Thinking of sampling the yachting lifestyle, but unable to swim? Nathan Irvine discovers that it’s never too late to learn.


I was drawing some curious looks from the lifeguard, as a mixture of concern and bewilderment crept across his face. The scene: a grown man armed with a cheap pair of swimming goggles, nose clip and earplugs bobbing up and down in the water at the side of a pool… watching YouTube.

It’s not your average method of learning how to swim, but, well, it’s how I’ve been doing it. Apart from splashing around in various pools and bodies of water, I hadn’t tried to swim ‘properly’ for decades, probably not since primary school, almost 30 years ago.

I distinctly remember one session at school during which I had to swim 200 metres in my pyjamas – to this day I have no idea why. Anyway, flash-forward to today and, without a teacher to offer instructions, I’m learning to swim again at the age of 40.

Refresh your stroke: Being able to swim doesn’t necessarily mean that you’re a confident swimmer. It’s worth investing in lessons if you’ve not taken the plunge for a while.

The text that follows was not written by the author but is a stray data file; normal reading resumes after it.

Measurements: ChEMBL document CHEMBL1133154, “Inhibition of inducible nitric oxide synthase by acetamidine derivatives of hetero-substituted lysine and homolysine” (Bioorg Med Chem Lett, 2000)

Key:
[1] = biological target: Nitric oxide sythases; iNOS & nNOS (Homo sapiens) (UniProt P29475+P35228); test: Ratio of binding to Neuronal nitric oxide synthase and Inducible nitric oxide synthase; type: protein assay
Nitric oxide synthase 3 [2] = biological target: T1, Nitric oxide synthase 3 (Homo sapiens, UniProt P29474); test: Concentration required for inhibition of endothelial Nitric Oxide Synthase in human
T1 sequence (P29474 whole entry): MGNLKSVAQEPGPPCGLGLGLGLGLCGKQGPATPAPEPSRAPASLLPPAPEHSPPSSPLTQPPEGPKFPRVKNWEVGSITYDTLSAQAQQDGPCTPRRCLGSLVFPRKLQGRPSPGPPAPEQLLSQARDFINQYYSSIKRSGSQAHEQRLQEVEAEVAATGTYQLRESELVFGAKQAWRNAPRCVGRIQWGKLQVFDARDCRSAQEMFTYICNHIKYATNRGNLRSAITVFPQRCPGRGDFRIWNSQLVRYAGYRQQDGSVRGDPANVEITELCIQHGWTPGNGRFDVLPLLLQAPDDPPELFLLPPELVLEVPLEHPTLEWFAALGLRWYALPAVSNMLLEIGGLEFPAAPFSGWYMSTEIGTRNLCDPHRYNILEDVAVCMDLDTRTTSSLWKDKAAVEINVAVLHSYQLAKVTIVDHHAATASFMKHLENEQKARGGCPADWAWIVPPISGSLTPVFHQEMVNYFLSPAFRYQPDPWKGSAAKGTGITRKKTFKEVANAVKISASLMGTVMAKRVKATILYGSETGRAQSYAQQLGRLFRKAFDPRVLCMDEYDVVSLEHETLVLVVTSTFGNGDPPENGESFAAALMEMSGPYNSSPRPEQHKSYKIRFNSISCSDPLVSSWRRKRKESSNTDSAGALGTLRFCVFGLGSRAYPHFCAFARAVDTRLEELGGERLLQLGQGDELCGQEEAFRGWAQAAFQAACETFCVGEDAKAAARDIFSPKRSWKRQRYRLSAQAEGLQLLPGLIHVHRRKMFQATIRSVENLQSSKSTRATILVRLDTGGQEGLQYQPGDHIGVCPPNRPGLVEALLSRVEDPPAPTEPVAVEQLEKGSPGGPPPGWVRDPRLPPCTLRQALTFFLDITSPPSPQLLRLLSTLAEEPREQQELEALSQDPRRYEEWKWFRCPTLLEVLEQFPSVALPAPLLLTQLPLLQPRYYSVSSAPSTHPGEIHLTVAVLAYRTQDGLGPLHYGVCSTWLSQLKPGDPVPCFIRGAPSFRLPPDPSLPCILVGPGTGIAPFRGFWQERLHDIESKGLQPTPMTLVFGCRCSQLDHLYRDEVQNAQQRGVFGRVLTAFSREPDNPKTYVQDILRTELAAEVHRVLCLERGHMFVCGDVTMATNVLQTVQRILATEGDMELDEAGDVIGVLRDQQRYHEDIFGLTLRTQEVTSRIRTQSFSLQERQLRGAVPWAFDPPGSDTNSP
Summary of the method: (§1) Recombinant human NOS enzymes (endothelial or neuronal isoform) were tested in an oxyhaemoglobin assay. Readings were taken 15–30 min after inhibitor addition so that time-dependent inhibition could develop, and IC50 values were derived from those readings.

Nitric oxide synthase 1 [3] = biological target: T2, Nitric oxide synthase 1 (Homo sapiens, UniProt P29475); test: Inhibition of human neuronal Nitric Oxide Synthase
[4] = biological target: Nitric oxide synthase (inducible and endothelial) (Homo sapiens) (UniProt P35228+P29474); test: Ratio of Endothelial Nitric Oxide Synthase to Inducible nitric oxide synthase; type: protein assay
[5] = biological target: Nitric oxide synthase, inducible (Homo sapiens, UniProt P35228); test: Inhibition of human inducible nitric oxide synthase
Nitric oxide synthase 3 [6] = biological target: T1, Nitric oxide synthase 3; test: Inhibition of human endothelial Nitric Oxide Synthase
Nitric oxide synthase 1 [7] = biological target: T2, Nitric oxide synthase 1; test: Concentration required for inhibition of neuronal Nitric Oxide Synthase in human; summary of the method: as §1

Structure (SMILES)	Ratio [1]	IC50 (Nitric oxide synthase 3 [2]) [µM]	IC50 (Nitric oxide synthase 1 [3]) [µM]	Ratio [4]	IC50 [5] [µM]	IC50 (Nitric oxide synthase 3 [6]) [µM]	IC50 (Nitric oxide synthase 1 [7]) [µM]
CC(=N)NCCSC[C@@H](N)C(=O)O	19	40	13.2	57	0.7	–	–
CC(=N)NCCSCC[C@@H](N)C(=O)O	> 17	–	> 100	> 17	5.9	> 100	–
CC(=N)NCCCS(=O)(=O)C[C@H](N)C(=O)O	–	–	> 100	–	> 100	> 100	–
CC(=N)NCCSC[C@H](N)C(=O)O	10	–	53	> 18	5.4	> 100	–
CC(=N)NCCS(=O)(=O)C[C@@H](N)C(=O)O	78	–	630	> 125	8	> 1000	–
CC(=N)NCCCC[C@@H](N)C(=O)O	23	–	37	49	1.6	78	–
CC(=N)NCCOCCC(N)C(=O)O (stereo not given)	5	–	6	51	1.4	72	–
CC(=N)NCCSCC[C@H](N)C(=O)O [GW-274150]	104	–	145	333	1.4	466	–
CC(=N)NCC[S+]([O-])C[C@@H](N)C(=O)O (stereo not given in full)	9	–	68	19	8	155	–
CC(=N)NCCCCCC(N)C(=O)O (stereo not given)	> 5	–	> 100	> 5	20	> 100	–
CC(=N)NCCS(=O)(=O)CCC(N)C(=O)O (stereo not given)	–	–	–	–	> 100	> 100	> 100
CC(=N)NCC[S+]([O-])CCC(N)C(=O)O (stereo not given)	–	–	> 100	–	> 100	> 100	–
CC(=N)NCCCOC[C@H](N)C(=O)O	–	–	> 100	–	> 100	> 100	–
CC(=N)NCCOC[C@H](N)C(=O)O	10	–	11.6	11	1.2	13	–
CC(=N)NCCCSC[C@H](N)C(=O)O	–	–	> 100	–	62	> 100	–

I’ve learned a few life skills by watching ‘how to’ videos on the internet. I can repair a bike wheel, change a plug and perform a half-decent moonwalk thanks to YouTube. And although it’s an impractical way of learning to swim properly, having my phone by the side of the pool to hone my technique has been a huge help. My first few swimming sessions were rough. There was a lot of splashing and thrashing for very little forward movement. I’d imagined myself carving through the water like a slightly out-of-shape porpoise, but in reality, I just looked like I was in deep trouble.


But like anything new, with a bit of practice, I started to get the hang of it. The hardest part about swimming, I’ve found, is putting all the movements together. Breathing at the right time, making sure my head was under the water, stretching through each stroke, and a million other things I hadn’t considered, all need to be done at the same time. It’s a struggle, but for my kids, who are also learning to swim, it comes naturally. I can manage a nonstop 1.5km now, but with a bit more practice and a few more poolside viewings of YouTube tutorials, I’m confident that I’ll be able to teach myself how to swim properly – which should settle the nerves of the watching lifeguard.